Other Dangers

In addition to the dangers posed by prions and Mad Cow Disease, the meat (as well as cheese and milk) which is served by many schools is contributing to the obesity epidemic of our children, which leads to increased risk of heart disease, diabetes, hypertension, and some forms of cancer.  The USDA purchases hundreds of millions of lbs. of beef, pork, and other animal products as a means of removing surpluses and boosting industry profits.   The system makes it difficult for food service directors to choose healthier foods when hot dogs are essentially free. Second, between 1995 and 2004, nearly 3/4 of the entire U.S. expenditure for agricultural subsidies ($62 billion) went to feed crops and direct aid supporting meat and dairy production, while less than 1% went to subsidizing fruit and vegetable production.  Thus, meat and dairy products are less expensive to produce, giving them the “edge” in the marketplace.  Our own Hawai’i legislature appropriates huge amounts of taxpayer money to “prop up” the non-sustainable meat and dairy industries here as well.  And, Hawai’i slaughterhouses have a history of cruelty violations.  Horrendous cruelty is the hallmark of industrialized agriculture, and the USDA hopes consumers don’t know.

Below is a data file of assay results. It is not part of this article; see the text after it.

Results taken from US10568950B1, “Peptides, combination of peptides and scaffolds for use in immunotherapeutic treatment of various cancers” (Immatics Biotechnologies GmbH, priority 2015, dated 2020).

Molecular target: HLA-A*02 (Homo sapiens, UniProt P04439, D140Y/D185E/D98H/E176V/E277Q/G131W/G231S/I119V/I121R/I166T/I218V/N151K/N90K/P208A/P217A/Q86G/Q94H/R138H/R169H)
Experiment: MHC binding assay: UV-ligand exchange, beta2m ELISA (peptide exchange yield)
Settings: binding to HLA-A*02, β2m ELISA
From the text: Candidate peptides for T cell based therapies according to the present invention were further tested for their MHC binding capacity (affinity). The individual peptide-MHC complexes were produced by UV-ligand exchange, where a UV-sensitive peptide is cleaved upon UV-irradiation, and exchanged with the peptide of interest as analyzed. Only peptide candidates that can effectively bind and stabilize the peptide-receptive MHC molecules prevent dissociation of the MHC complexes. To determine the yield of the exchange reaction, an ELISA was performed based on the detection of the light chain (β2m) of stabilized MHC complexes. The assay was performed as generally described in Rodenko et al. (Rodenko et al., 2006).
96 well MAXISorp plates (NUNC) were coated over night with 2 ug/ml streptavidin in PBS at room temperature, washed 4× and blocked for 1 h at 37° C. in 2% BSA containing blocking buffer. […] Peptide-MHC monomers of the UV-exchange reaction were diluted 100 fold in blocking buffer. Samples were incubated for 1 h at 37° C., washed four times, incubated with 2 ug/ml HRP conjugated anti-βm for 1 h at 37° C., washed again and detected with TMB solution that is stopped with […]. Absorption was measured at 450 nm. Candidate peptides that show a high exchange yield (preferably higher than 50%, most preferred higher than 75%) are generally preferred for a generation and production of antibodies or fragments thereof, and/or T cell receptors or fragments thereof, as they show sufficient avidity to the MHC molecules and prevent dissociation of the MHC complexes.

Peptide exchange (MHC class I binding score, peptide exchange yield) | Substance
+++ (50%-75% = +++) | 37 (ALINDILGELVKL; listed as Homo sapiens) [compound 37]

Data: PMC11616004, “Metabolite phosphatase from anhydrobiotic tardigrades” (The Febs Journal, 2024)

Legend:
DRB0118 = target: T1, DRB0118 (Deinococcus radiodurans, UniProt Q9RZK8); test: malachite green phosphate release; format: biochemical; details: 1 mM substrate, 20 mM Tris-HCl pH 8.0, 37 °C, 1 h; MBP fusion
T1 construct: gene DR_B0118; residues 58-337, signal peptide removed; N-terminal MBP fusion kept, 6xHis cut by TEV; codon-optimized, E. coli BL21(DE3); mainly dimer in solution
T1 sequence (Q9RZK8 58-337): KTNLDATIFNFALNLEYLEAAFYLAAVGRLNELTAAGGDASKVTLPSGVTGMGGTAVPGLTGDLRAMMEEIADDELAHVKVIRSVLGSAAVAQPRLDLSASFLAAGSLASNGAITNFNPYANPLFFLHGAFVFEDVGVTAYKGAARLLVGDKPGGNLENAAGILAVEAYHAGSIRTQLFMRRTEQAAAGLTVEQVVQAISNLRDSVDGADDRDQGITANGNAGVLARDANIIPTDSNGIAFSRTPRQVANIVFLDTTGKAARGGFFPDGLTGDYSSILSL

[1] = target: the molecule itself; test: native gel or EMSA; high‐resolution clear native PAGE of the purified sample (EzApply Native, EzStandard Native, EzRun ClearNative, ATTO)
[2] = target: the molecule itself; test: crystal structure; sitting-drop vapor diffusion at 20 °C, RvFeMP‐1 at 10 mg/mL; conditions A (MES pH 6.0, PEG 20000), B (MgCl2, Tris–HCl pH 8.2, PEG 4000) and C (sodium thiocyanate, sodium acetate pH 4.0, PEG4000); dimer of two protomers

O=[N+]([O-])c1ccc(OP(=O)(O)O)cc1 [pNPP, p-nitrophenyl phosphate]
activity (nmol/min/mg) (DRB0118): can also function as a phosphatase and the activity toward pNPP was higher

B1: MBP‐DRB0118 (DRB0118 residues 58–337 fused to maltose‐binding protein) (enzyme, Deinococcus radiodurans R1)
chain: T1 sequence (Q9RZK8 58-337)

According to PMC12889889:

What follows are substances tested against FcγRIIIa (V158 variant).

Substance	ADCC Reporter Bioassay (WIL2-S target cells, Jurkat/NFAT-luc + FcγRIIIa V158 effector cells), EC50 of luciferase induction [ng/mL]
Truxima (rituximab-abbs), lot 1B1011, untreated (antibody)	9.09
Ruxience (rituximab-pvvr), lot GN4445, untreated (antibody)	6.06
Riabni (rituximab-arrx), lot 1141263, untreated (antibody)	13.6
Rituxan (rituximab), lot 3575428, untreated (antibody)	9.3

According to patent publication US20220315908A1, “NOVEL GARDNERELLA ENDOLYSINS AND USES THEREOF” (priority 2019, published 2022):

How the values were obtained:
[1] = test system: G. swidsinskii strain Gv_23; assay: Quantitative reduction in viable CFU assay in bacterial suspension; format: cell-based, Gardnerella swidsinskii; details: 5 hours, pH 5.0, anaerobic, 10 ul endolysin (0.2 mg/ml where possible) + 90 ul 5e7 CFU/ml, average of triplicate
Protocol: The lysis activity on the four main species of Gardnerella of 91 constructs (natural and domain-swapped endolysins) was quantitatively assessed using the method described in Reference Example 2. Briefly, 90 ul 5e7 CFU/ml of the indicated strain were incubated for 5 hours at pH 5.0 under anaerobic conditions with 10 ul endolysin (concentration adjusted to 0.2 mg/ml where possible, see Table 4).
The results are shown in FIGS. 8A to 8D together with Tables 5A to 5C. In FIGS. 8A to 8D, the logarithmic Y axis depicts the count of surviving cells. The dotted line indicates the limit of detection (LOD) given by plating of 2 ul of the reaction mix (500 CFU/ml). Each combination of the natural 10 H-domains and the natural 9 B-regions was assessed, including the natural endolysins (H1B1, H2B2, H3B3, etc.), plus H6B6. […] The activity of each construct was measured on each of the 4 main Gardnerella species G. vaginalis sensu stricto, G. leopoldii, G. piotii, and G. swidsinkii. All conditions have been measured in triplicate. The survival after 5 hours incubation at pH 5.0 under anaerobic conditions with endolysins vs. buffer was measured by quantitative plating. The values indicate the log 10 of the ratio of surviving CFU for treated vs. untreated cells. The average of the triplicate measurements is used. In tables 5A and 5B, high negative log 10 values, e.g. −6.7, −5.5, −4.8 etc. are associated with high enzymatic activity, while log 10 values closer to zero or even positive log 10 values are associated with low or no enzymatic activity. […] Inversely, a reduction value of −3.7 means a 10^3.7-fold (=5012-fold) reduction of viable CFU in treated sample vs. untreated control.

Will Hawaii’s legislators be willing and able to transform social values of kindness and compassion into effective legislation, or will they continue to support those businesses that exploit animals, including the meat and dairy industries?  If not for the animals, will they do it for our children?

 

-By Pam Davis, President, Animal Advocate Inc.